Mary Pat Clarke ran a spirited, energetic, enticing and surprisingly effective campaign for mayor that embodied the very reasons Baltimore's political scene will miss her.
Upon her defeat by Mayor Kurt L. Schmoke, Mrs. Clarke said it was her last campaign for political office, even though she pledged to continue her activism in civic life. She said she had high hopes for the generation of leadership that is ascending in Baltimore, including her choice to succeed her as council president, Lawrence Bell.
What Baltimore will be looking for among the new crowd is someone with the tenacity that Mrs. Clarke has shown in championing issues that touch not just the high and mighty, but those so low they no longer believe anyone cares. Mrs. Clarke proved time and again that she cares.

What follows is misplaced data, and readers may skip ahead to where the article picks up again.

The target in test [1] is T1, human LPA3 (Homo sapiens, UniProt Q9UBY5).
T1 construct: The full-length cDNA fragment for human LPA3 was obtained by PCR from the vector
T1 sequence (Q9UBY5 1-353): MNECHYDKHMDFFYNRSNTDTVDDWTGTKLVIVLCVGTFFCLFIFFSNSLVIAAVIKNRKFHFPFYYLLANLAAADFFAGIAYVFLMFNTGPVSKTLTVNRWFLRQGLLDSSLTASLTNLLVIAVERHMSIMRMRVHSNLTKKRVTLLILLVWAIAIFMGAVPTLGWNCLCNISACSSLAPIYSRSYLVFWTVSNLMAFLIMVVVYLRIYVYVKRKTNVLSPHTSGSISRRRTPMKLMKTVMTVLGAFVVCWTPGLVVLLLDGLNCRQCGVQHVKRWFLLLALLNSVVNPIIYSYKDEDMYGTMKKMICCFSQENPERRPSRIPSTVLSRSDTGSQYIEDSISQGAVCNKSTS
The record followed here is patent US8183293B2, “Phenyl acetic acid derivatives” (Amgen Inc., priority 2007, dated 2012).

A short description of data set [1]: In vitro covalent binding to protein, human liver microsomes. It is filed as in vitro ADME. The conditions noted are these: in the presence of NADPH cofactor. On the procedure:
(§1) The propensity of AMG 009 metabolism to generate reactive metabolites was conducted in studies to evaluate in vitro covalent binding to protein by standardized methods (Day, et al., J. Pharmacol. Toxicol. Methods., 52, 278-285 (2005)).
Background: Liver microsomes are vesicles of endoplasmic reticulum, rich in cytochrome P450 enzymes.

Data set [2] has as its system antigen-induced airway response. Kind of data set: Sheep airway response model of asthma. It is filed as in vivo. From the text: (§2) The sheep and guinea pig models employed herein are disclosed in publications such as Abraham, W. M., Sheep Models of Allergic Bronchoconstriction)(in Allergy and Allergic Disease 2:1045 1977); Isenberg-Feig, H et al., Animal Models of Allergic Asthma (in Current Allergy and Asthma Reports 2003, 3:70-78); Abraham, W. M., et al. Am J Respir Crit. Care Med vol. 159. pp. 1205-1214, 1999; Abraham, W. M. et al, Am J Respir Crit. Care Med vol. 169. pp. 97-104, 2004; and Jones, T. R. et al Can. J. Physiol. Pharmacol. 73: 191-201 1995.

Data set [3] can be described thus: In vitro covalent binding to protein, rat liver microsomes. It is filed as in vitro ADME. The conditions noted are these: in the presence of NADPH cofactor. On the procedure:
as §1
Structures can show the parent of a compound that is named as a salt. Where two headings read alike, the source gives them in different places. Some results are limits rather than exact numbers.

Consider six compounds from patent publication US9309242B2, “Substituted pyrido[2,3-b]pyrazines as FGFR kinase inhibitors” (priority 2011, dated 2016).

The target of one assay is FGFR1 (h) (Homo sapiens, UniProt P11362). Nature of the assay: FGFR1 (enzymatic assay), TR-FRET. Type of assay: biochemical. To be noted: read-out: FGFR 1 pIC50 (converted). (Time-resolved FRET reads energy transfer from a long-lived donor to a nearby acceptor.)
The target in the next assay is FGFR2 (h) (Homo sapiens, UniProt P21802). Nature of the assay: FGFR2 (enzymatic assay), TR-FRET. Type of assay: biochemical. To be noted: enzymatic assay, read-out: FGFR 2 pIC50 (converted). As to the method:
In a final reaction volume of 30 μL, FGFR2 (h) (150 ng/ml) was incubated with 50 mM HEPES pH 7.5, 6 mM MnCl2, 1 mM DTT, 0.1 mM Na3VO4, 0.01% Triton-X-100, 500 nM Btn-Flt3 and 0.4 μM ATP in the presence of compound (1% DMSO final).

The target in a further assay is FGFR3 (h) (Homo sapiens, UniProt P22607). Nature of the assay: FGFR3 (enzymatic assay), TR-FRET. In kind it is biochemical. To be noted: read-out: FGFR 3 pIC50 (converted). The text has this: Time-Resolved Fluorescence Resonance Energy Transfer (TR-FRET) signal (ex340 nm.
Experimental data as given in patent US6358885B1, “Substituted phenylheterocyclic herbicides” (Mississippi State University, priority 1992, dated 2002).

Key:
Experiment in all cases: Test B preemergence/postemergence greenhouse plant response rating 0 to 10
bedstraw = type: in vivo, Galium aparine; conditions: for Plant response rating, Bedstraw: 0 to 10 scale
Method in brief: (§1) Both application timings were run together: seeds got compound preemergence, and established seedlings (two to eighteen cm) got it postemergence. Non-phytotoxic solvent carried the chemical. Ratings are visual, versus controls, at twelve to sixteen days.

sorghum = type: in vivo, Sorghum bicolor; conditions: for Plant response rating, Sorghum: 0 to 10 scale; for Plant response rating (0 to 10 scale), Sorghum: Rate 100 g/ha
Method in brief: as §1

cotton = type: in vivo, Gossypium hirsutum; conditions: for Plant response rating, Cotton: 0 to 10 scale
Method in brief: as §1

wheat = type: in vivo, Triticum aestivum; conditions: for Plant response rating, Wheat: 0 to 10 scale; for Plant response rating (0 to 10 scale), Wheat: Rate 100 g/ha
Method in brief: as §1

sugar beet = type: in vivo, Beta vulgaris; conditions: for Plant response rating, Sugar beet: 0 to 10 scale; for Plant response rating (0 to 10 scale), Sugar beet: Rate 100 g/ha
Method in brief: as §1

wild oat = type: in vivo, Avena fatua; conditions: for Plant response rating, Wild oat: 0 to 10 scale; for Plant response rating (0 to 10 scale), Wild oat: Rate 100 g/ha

Mrs. Clarke was among the organizers of Baltimore's first effort to forge a black-and-white political coalition. It lasted for two decades and, ironically, fell apart before her defeat this year.
Even from the sidelines, there's no doubt that she will speak out for changes that she feels will make Baltimore a better city. Her unsuccessful campaign for mayor raised important questions about the way business is conducted in City Hall. That Mrs. Clarke lost in no way means the public doesn't want those questions answered.